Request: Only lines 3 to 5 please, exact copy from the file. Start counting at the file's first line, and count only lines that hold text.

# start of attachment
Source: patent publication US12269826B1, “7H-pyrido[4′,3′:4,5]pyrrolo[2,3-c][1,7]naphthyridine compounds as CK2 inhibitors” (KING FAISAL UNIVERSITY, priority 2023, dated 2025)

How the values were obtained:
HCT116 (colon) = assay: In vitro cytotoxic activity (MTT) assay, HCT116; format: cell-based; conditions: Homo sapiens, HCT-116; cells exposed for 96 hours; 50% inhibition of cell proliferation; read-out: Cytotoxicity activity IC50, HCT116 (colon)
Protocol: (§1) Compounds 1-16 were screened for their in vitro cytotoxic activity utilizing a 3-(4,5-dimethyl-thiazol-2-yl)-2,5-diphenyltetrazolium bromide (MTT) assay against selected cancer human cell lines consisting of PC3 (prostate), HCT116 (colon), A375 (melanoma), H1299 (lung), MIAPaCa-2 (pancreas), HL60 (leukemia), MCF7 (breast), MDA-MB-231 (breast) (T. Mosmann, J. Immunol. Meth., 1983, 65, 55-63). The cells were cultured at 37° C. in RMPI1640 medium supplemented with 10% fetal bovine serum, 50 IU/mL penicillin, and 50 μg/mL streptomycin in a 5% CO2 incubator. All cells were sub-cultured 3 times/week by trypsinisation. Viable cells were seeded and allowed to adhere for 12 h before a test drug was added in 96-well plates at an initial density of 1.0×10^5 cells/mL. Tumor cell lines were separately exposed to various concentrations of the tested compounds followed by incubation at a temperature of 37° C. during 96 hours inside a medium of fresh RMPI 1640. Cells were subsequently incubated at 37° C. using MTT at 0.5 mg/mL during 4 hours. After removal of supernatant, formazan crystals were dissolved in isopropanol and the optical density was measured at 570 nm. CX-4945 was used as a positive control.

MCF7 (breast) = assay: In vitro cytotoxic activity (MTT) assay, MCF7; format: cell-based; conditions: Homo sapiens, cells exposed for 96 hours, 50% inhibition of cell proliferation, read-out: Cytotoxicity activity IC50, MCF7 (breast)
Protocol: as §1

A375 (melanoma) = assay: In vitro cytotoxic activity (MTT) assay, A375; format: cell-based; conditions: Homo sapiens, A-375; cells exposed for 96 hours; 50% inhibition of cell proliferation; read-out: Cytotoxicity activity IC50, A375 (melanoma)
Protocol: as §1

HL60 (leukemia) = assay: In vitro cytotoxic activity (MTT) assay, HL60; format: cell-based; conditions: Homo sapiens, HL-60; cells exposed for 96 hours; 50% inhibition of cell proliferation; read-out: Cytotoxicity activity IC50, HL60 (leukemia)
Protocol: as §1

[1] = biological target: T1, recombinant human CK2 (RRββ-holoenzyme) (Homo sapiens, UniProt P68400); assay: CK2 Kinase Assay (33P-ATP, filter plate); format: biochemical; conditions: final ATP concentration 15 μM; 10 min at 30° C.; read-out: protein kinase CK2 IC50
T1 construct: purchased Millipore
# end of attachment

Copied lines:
HCT116 (colon) = assay: In vitro cytotoxic activity (MTT) assay, HCT116; format: cell-based; conditions: Homo sapiens, HCT-116; cells exposed for 96 hours; 50% inhibition of cell proliferation; read-out: Cytotoxicity activity IC50, HCT116 (colon)
Protocol: (§1) Compounds 1-16 were screened for their in vitro cytotoxic activity utilizing a 3-(4,5-dimethyl-thiazol-2-yl)-2,5-diphenyltetrazolium bromide (MTT) assay against selected cancer human cell lines consisting of PC3 (prostate), HCT116 (colon), A375 (melanoma), H1299 (lung), MIAPaCa-2 (pancreas), HL60 (leukemia), MCF7 (breast), MDA-MB-231 (breast) (T. Mosmann, J. Immunol. Meth., 1983, 65, 55-63). The cells were cultured at 37° C. in RMPI1640 medium supplemented with 10% fetal bovine serum, 50 IU/mL penicillin, and 50 μg/mL streptomycin in a 5% CO2 incubator. All cells were sub-cultured 3 times/week by trypsinisation. Viable cells were seeded and allowed to adhere for 12 h before a test drug was added in 96-well plates at an initial density of 1.0×10^5 cells/mL. Tumor cell lines were separately exposed to various concentrations of the tested compounds followed by incubation at a temperature of 37° C. during 96 hours inside a medium of fresh RMPI 1640. Cells were subsequently incubated at 37° C. using MTT at 0.5 mg/mL during 4 hours. After removal of supernatant, formazan crystals were dissolved in isopropanol and the optical density was measured at 570 nm. CX-4945 was used as a positive control.

MCF7 (breast) = assay: In vitro cytotoxic activity (MTT) assay, MCF7; format: cell-based; conditions: Homo sapiens, cells exposed for 96 hours, 50% inhibition of cell proliferation, read-out: Cytotoxicity activity IC50, MCF7 (breast)